Now, some airplane doing 500 MPH, like an old warbird all hopped up and spinning a 12-foot prop, has to have a low RPM and huge pitch. 1200 RPM, maybe. And the picture of the Bearcat with that massive prop shows what such a prop has to look like to absorb all that horsepower at such low RPMs.

Now you know why jet engines rule for speed. And why helicopters are relatively slow.
 

rbarnes

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So far, no one has mentioned the hard limit of propeller tip speeds. You have to take the static tip speed of the prop at redline RPM (or whatever RPM you're using at the max speed) and square it. Then you take the forward speed of the airplane and square that. Add the two results and find the square root, and you have the propeller's tip speed at the max forward speed. A squared plus B squared = C squared.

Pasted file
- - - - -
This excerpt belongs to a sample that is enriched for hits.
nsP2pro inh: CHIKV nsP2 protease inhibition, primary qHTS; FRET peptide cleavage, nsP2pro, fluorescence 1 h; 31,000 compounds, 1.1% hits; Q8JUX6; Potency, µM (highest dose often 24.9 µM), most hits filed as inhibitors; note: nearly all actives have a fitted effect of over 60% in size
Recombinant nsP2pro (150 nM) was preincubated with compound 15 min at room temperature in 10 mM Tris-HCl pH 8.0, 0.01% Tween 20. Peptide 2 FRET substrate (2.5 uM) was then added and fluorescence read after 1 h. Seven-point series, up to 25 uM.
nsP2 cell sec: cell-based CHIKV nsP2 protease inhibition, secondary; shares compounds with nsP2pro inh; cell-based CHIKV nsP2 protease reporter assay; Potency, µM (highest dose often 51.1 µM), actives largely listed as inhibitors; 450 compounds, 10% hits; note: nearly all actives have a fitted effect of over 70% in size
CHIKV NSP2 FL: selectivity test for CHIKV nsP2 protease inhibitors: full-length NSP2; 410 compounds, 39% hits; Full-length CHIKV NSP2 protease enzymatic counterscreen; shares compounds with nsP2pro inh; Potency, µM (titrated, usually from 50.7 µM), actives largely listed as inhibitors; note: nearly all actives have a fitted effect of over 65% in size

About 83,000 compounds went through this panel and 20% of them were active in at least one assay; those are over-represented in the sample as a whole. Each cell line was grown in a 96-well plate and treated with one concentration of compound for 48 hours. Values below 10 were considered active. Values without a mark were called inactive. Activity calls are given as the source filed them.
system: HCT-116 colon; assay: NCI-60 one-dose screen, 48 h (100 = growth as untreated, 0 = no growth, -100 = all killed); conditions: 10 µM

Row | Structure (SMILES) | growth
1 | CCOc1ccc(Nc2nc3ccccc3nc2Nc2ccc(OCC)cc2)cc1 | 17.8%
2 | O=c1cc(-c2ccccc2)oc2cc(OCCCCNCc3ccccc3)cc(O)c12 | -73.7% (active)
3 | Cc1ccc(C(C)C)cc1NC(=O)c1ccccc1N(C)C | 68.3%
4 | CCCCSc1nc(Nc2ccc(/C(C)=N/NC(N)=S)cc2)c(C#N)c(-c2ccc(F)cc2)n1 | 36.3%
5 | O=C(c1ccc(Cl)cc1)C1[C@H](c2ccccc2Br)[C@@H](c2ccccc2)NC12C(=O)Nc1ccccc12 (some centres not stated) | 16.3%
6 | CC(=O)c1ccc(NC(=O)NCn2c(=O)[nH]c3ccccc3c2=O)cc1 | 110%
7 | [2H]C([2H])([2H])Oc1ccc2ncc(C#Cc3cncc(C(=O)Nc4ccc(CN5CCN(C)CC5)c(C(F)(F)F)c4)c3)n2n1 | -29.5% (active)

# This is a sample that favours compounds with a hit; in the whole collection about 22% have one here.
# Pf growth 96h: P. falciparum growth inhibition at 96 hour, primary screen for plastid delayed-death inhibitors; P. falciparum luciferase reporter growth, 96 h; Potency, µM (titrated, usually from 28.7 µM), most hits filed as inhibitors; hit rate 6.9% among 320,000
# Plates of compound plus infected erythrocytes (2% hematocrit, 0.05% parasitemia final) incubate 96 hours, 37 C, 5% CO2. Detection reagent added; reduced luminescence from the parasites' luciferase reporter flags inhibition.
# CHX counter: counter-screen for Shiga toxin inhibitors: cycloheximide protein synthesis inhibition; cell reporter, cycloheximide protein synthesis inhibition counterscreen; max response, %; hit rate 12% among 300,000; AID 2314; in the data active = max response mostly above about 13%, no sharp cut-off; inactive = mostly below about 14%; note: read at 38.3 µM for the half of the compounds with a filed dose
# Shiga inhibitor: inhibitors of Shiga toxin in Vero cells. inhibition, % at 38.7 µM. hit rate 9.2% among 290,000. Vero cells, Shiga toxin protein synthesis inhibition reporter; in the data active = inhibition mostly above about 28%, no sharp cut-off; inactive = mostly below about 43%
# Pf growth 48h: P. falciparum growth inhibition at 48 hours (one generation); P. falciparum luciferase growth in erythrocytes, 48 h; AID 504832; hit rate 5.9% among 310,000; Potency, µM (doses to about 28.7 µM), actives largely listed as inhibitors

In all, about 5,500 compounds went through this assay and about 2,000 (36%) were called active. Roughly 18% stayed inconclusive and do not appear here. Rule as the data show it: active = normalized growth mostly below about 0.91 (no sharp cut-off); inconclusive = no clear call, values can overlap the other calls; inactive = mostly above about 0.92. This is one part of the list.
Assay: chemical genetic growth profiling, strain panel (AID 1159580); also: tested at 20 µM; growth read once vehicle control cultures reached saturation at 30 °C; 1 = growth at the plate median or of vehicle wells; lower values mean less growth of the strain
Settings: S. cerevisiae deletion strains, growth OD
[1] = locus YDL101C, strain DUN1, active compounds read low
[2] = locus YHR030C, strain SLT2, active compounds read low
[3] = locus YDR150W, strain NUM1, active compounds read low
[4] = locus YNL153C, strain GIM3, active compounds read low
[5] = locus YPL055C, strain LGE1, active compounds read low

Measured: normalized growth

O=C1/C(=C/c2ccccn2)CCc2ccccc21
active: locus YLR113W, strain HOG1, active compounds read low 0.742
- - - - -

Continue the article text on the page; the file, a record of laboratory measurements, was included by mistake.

Now, propellers do not do well anywhere near the speed of sound. Remember that the airflow over an airfoil accelerates over the top of it, and that happens to a propeller blade, too, so nearing the speed of sound a shock wave forms at the prop tip as that accelerated airlow gets to sonic speed, and drag increases hugely and noise gets awesome. Just listen to a Cessna 185 with a seaplane prop on it during takeoff. That constant-speed prop is at redline (2850 RPM) and the tips of the 86-inch prop are doing 729 MPH plus the small factor of the forward speed of 80 MPH added to give a tip speed of 733 MPH. Speed of sound at sea level and standard temperature is 760 MPH. Some 185 pilots find that they can dial the prop back and leave the throttle full and actually get better climb and less noise, since the drag on the prop has decreased and more HP is going into performance instead of noise.